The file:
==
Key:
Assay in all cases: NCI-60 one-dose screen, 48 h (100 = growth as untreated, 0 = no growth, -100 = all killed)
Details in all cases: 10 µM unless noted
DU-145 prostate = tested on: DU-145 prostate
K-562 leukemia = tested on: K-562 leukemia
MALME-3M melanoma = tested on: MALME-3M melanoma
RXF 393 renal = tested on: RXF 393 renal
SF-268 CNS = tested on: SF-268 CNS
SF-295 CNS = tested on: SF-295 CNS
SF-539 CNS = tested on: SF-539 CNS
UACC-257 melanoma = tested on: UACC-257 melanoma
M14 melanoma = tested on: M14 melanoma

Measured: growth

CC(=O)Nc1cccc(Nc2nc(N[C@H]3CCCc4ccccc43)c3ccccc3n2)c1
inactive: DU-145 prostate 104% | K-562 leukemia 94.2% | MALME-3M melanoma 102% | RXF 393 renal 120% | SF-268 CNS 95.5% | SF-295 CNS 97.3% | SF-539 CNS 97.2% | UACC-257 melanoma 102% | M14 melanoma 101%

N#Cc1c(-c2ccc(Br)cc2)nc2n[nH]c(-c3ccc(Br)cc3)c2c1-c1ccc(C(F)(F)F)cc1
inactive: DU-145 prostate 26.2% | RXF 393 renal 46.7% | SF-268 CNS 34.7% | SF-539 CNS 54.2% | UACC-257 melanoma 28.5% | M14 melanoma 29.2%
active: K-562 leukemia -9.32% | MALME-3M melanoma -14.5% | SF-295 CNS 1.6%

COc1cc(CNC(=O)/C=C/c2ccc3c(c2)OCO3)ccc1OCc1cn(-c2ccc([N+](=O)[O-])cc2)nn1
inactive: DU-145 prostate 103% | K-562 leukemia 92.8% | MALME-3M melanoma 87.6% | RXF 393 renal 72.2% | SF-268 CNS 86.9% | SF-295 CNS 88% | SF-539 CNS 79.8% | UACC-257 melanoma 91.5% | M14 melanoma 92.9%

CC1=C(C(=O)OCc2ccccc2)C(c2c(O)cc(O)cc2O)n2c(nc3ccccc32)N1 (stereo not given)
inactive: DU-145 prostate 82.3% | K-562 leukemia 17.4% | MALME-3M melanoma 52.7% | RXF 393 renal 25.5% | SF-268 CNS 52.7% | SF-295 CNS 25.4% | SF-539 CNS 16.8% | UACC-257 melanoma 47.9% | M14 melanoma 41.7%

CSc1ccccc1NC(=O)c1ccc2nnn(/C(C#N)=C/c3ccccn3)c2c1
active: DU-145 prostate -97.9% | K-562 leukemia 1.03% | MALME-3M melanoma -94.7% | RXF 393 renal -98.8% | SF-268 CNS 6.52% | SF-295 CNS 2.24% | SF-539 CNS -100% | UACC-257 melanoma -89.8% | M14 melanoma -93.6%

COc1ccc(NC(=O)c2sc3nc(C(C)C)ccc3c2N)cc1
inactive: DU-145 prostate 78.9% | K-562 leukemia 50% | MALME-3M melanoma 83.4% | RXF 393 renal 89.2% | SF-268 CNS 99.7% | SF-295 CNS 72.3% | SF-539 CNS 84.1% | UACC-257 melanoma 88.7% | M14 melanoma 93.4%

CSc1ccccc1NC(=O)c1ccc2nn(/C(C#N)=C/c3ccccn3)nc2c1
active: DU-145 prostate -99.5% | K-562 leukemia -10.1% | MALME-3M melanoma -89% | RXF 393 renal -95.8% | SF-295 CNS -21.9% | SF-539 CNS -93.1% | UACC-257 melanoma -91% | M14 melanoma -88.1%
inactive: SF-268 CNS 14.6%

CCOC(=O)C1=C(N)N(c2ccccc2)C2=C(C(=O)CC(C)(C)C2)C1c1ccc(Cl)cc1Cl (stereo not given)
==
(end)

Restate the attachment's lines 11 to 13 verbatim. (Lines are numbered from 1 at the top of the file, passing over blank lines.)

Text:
UACC-257 melanoma = tested on: UACC-257 melanoma
M14 melanoma = tested on: M14 melanoma

Measured: growth